Warehouse risking its (red) shirt on 'every day low price' sales strategy
By Nikki Mandow
Sept. 21 (BusinessDesk) - The “A” word lurks behind any conversation with The Warehouse Group - Amazon.
What to do about a problem like the world’s most profitable internet retailer setting up on your doorstep? Or about the exponential transformation of the way people buy stuff - towards online shopping.
The problem hit The Warehouse big-time in late 2016. Christmas shoppers at the Red Sheds - which bring in almost 80 percent of the group operating profit - didn’t shop like they used to, margins were severely squeezed, and the group ended up with its $20.7 million 2017 net profit being a quarter of what it had earned the previous year. That’s despite selling fractionally more in dollar terms than it had in 2016.
The company swallowed hard and made some big changes - the main one being abandoning the Red Shed’s traditional “hi-lo” sales strategy (where say a quarter of products are on super-special at any one time) and adopting the “everyday low pricing” model.
“Our customers are telling us they want a bargain every day rather than having to wait for a sale or special offer,” chief executive Nick Grayston said at the time.
So has it worked? On the surface, it doesn’t look like it - not yet at least. The 2018 annual result, announced today, saw retail sales up marginally, but most key numbers falling. Adjusted net profit was down 13 percent to $59 million, EBIT slumped 46 percent to $57 million, operating margin was down from 3.6 percent to 3.1 percent.
On the other side, the company's reported net profit was up 12 percent to $22.9 million.
It’s early days, Grayston said in an interview with BusinessDesk. It would have been easy to have made short-term changes - stripping costs out, he said. “But we would have seen a continued collapse in earnings. To regenerate profits we had to fix the fundamentals.”
That’s not cheap. Restructuring costs chewed up $8.7 million in the 2018 year and $12 million the year before, but the company had no choice, Grayston said.
He says the company is aiming to lift the group’s gross margin to 35 percent from 33.1 percent in the 2018 year and 32.6 percent in 2017. Meanwhile, EBIT margin is on track to lift to 7 percent by 2020, he says.
There is a lot riding on the success of the “everyday low pricing” strategy, says NZ Funds senior portfolio manager Josh Wilson, and little tangible evidence of its success as yet.
“Cashflows and dividend payments [16 cents this year] were again supported by asset sales, but the cupboard is starting to look a little bare.
“Property sales mean lease expenses continue to rise, increasing off-balance sheet gearing. The financial statements note a huge lease liability of $871 million will be recognised next year when accounting standards change. This could bring gearing into focus, particularly if earnings fail to rebound.”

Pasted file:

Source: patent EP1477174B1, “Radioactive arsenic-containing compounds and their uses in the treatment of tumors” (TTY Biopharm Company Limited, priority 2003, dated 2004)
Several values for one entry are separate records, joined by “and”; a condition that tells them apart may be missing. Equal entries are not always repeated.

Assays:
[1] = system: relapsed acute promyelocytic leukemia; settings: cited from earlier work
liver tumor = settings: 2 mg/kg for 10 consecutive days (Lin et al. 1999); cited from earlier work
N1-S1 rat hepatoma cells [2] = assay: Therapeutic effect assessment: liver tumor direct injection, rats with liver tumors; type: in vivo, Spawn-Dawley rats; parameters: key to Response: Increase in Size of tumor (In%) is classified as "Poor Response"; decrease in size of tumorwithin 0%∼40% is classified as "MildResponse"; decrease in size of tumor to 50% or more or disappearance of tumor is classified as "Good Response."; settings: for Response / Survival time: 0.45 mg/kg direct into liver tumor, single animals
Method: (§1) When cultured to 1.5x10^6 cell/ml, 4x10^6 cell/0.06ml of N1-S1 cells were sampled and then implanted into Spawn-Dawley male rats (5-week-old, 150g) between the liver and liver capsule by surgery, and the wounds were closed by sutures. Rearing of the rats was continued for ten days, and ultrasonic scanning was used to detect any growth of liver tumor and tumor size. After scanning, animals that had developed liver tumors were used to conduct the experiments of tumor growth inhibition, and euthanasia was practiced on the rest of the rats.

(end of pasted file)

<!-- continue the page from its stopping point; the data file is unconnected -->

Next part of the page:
Chair Joan Withers said 2018 "was a challenging year." And Grayston said the new strategy for the Red Sheds is risky.
“Our biggest risk is a refusal to change - our staff not understanding the need for change. Or our customers not understanding the change; not understanding the proposition that you get a bargain every day. The headline of ‘50 percent off’ is compelling and we have competitors still going to the market every day with that proposition.”
He says some figures are going in the right direction. Red Shed customers bought 6.6 percent more individual items than last year, and gross margin for that part of the business was 37.4 percent versus 36.8 percent in 2017. Net profit after tax was above indications.
“That’s encouraging given our stated intent to stop chasing unprofitable sales," he said.
Debt levels have been reduced by $56 million by selling a property and the company's financial services arm.
He said the move to the everyday low prices strategy has had other benefits - like saving $5 million from not printing special offer flyers. And slashing the number of products in store, because of instead of stocking four similar products and having one of them on sale, The Warehouse now only carries the one item.
“There are operational benefits from economies of scale,” Grayston says. And not constantly changing the price on items in store has “freed staff up to concentrate on serving customers”.
Meanwhile, Noel Leeming emerged as a bright star in the Warehouse Group firmament. Operating profit at the appliance and electronics chain has risen between 60 percent and 85 percent each year since 2015. It went from $19 million to $31 million between 2017 and 2018, meaning it considerably outperformed Warehouse Stationery, where operating profit slumped 32 percent to $10.6 million over the year.
The Warehouse Group bought Noel Leeming from Australian private equity investors in 2012, acquiring 92 Noel Leeming and Bond and Bond stores for $65 million.
Grayston says the Australian company had stripped costs out and the New Zealand chain was operating “just above breakeven”. Five years ago, everyone thought electronics stores would be killed by online retail, he says, with companies like Best Buy in the US and Dixon Carphone in the UK struggling.
“That’s turned around. People still want to be able to come and look at goods, to ask human beings questions. To resist Amazon, you need price comparability, you need to supply customers as fast, or quicker than Amazon.”
He says Noel Leemings’ installation arm, while only 2.7 percent of total sales, is growing and “very profitable”.
“It’s part of the overall offer. People are coming in and finding knowledgeable, trained staff that can advise them, particularly with bigger, smarter electronics... We’ve put a lot of training into our ‘passionate experts’.”